Laminated Beams – Do You Know Why Time, Temperature and Moisture Must Be Controlled?
We asked our Quality Control Officer, Rynhard Schoeman, at our laminated beam plant to give us a brief overview of the laminated beam production process and the necessary steps that need to be taken to ensure a good quality product.
See his synopsis below:
During the production phase of laminated beams there are essential control factors that determine the quality, mostly being temperature, time and moisture.
Finding the correct balance is essential in creating a quality product that will stand the test of time.
First and foremost is time. Each step takes time and requires great attention to detail. From finger profiling to joining, and pressing of beams, any lapse of unused time or production hiccups can put production behind by hours, even days.
Second, is temperature. Every element during the production phase has an optimal temperature for storage, mixing, application, pressing and curing which is a big stressor in the winter months where every pressing takes an average of two to three hours longer than in the warm summer period.
Pot life, being the time bonding agents can be worked with is extended dramatically as temperatures drop.
The third phase is no less important in the quality of the product but has less over reaching complications.
Moisture is important in two main areas; the timber itself and in the production environment. Should the moisture content be above the threshold in either of these facets, the bonds won’t cure effectively and the optimum strength will not be achieved.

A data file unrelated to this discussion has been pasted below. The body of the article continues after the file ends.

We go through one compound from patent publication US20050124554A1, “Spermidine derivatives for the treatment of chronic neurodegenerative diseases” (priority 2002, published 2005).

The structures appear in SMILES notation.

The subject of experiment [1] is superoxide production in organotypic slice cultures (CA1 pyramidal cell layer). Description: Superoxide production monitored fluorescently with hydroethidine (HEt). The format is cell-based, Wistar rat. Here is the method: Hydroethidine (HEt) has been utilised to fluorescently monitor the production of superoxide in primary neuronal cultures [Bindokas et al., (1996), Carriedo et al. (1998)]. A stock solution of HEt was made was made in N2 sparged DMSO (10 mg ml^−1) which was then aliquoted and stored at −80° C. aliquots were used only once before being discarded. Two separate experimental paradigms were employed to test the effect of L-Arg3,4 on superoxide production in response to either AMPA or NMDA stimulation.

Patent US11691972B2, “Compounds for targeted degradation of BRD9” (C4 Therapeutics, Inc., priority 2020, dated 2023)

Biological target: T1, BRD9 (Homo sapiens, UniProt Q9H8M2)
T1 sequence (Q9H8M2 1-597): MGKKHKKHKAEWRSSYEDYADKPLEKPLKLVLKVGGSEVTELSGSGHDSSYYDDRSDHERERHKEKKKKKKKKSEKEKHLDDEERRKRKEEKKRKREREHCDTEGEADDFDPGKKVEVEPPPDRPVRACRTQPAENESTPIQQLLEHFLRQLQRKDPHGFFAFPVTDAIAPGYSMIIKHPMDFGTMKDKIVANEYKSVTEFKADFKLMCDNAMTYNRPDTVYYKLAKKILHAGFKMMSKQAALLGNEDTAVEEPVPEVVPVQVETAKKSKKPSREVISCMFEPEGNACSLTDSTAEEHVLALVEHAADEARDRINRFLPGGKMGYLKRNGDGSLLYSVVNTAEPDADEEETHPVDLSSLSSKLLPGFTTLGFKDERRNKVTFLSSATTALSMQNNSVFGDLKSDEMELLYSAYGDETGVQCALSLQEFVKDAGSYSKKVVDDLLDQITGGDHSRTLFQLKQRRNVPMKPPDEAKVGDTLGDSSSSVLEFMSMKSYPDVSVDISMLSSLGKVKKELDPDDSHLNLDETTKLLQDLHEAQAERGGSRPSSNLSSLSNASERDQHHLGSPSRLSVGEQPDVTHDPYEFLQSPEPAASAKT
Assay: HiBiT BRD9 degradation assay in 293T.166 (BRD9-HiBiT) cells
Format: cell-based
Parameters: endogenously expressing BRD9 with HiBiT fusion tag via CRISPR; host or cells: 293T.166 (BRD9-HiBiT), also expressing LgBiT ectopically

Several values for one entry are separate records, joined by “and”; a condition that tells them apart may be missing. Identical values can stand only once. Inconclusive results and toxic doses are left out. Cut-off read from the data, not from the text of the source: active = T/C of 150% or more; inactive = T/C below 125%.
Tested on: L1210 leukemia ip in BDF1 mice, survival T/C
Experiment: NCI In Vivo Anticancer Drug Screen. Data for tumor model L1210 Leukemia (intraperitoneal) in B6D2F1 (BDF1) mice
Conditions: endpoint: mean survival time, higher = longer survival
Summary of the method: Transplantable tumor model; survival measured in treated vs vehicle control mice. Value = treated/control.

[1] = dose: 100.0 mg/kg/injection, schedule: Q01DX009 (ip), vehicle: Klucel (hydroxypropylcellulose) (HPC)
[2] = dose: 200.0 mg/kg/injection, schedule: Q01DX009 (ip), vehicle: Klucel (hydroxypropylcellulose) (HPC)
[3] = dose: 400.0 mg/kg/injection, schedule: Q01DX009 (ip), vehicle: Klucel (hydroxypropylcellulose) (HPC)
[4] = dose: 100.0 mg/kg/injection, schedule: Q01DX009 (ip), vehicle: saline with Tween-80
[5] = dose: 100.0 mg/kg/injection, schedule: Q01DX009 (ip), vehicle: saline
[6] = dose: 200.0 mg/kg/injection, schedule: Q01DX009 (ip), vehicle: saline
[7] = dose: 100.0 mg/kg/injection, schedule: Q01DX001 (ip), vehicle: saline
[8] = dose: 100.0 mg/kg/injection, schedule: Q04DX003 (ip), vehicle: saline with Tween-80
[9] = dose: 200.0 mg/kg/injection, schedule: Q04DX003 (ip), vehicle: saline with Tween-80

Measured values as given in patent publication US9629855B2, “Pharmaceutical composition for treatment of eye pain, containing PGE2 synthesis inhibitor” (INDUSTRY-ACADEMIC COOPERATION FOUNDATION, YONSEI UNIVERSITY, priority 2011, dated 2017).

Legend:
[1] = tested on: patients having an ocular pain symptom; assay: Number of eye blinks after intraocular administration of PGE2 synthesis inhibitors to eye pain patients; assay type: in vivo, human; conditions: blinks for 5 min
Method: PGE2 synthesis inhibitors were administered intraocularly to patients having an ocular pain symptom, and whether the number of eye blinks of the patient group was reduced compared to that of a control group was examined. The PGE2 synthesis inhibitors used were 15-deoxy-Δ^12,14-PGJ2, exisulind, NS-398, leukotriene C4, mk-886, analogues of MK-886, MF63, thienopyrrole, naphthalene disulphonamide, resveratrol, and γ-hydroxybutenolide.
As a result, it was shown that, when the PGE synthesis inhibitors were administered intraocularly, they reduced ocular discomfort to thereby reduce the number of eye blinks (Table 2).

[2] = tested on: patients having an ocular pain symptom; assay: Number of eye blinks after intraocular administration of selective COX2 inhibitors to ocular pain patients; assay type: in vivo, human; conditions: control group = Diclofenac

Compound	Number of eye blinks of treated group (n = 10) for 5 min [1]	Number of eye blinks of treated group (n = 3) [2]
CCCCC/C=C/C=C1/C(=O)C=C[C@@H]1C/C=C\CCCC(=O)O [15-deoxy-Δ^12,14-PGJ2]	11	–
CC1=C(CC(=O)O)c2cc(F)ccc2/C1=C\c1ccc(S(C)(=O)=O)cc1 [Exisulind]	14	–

The production process:
First, the selection of timber. Correctly selected timber is important as any defects not identified and removed during this process could result in a failed product.
Profiling of finger joints has to be accurate to a 10th of a millimetre. The process of identifying and controlling key factors in joining include but are not limited to finger length, finger slot width, pitch, fingertip thickness, moisture and clearance. Should any of these factors be out of balance the finger joints are rejected and redone.
After the profiling is done joining can take place. A phenol-resorcinol resin is mixed with a hardening powder and the finger joints are left to cure.
Quality control is effected before the planks are joined into beams. Defects must be identified before the process can continue.
The planks are sized and put into place for joining with either a phenol-resorcinol resin or an amino-plastic adhesive and left to cure.
Final quality control is done, which includes stress testing samples after the beams are planed to size and stacked for delivery.
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